As the legalization of marijuana continues to spread across the nation, supporters are wondering which presidential candidate would make the better champion of their cause. It’s not as easy a call as you might think.
Neither Hillary Clinton nor Donald Trump has unequivocally embraced the legalization of recreational pot, so voters will have to use other means to divine which candidate would prove friendlier to cannabis if elected president.
Protecting a cottage industry
One way to evaluate the candidate’s impact on legalized recreational marijuana is to look at how today’s legal pot growers and retailers will fare under a Clinton or Trump administration. “The marijuana market is a new and burgeoning industry already riddled with stringent regulations, high license fees, and more competition flooding in all the time,” says Anthony Franciosi, founder of Honest Marijuana Company in Oak Creek, Colorado. Which is why he thinks that Clinton—or perhaps any Democratic leader, for that matter—could present a problem for the industry.
“A Democratic presidency could lead to a climate in which it becomes more and more difficult for a small business owner to operate, as the cost of business increases,” says Franciosi.
He explains that for craft cannabis to survive, the states and local jurisdictions need control over their own destinies, and a federal decriminalization effort by Democrats may not be left to the states.
“It would be a shame for a cottage industry run by passionate, well-to-do business owners to be turned over to pharmaceutical companies and big corporate interests,” says the entrepreneur. “Republican mindset seems to lean more toward states’ rights and less oversight by the federal government, and that would be in our best interest.”
Clinton is firm in her position
Franciosi’s position is highly dependent on the notion that Democrats are, by default, in favor of more regulation for small business (and in Clinton’s case, at least, that notion is debatable). But the party’s left wing is also demonstrably receptive to broader pot acceptance: during the primaries, Democratic hopeful Bernie Sanders expressed support for removing marijuana from the federal Drug Enforcement Agency’s list of controlled substances.
However, Clinton disagreed with Sanders, proposing instead to reclassify cannabis to the same level as cocaine (moving it from Schedule I to Schedule II) while expanding medical marijuana at the state level—with federally funded research to better determine its medical value.
While such reclassification would benefit medical marijuana and reduce criminal penalties for pot possession, it would do little to advance the legalization of recreational pot, as the drug would still be listed as a controlled substance. Clinton also alienated ganja supporters with her choice of a running mate, Tim Kaine, who has opposed decriminalization and legalization of cannabis.
“As of late, Clinton has suggested the reclassification of cannabis, which would bring about more research,” says Honest Marijuana Company’s chief financial advisor, Serge Chistov. “Trump believes in the states’ rights to set their own marijuana laws and policies.”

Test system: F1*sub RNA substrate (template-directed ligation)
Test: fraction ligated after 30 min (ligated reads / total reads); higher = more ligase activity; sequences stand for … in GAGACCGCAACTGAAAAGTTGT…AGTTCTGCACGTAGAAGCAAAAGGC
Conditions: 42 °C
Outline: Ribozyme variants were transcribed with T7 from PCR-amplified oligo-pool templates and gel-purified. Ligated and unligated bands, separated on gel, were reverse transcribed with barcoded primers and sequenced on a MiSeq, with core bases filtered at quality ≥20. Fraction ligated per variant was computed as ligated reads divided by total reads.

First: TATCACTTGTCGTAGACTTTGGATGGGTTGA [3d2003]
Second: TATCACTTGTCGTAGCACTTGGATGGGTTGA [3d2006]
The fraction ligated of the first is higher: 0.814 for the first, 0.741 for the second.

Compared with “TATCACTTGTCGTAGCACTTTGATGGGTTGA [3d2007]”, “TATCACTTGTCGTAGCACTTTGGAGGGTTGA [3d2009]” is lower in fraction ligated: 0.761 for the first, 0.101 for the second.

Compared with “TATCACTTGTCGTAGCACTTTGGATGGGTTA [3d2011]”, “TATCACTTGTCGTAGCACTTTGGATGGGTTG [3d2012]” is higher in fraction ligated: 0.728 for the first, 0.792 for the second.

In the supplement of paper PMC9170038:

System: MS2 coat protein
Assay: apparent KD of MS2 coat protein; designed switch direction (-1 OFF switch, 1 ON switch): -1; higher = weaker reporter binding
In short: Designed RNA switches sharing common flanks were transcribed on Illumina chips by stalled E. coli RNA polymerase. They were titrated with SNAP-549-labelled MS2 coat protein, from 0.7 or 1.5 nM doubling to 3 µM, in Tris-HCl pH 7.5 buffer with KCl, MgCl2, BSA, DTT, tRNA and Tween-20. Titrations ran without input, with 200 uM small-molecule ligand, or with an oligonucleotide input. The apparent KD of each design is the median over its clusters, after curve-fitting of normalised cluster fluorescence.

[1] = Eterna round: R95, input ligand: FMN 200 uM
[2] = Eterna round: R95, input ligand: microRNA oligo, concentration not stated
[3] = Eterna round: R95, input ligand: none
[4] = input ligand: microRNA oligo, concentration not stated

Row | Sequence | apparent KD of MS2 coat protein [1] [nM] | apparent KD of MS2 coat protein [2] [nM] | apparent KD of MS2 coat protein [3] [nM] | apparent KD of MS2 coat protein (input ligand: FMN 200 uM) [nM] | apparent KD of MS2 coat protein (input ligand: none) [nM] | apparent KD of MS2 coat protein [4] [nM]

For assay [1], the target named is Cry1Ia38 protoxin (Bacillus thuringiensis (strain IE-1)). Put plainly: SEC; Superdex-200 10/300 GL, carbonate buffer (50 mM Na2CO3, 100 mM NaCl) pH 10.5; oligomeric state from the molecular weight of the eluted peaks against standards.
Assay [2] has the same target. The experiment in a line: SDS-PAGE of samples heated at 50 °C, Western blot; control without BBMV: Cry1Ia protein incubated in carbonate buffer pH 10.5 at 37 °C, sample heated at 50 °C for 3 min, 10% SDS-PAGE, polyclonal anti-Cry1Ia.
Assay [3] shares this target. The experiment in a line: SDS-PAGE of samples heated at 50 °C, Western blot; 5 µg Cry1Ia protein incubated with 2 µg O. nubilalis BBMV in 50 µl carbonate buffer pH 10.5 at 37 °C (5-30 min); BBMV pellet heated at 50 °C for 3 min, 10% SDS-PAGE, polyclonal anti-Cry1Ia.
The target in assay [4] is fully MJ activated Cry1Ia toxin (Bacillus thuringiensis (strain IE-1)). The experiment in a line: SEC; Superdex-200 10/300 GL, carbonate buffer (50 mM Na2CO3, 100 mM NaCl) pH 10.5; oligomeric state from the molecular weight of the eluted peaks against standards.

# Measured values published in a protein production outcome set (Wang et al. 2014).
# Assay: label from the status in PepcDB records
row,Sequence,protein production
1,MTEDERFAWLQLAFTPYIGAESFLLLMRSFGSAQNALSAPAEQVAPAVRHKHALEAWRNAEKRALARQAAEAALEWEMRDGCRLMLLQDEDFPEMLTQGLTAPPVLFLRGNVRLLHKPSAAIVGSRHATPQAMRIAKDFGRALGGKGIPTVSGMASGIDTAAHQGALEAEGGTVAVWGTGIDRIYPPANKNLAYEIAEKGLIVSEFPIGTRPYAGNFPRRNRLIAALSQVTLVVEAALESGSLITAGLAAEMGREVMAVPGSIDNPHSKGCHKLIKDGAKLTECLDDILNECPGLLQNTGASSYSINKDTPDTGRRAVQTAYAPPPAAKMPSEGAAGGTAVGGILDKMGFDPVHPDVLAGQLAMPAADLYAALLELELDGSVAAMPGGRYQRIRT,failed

It’s the latter point, according to Chistov, that matters more. “Donald Trump’s general policy supports the local American manufacturer, which is important to me as an advocate for quality, organic, and craft marijuana manufacturing.”
He agrees with his colleague, Franciosi, that the last thing the pot industry needs is “big pharmaceutical and multinational tobacco corporations getting their hands on the cannabis plant.” Chistov fears Clinton’s overall direction, as she supports trade deals that, in his view, disregard small and medium-sized manufacturing operations. “Trump’s policy seems more aligned with keeping the marijuana flower in the hands of the American grower/patient for continuation of the high-quality revolution we all are a part of.”
Trump’s trying to make up his mind
Meanwhile, Trump has waffled significantly on the issue of legalizing pot. Back in 1990, the Miami Herald reported that Trump supported freeing cannabis as an important step in ending the War on Drugs:
“We’re losing badly the War on Drugs. You have to legalize drugs to win that war. You have to take the profit away from these drug czars.”
But the Donald changed his tune in an Aug. 2015 interview with Fox News when asked about Colorado’s marijuana legalization experiment:
“I think it’s bad and I feel strongly about that. They’ve got a lot of problems going on right now in Colorado, some big problems.”
A few months later, in Oct. 2015, the Washington Post quoted Trump attempting to cover all the bases:
“In terms of marijuana and legalization, I think that should be a state issue, state-by-state. Marijuana is such a big thing. I think medical should happen, right? Don’t we agree? I think so. And then I really believe we should leave it up to the states.”
Then, in a Feb. 2016 discussion with Bill O’Reilly, Trump praised medical marijuana while expressing concerns about other the “real problem” of dealers loading up on Colorado’s marijuana and pushing it across the country:
“In some ways, I think it’s good and in other ways it’s a bad. I do want to see what the medical effects are. I have to see what the medical effects are and, by the way, medical marijuana, medical? I’m in favor of it a hundred percent. But what you are talking about [recreational marijuana], perhaps not. It’s causing a lot of problems out there.”
Leafly, the “world’s largest cannabis information resource,” expressed concerns online about Trump’s changing position, but expressed hope that his business acumen will reign. “Trump is, by definition, a businessman who recognizes that money talks,” the site read. “If he realizes the incredible amount of revenue produced from legalizing cannabis, as well as the reduction in costs for law enforcement and prisons nationwide, perhaps he may see the light.”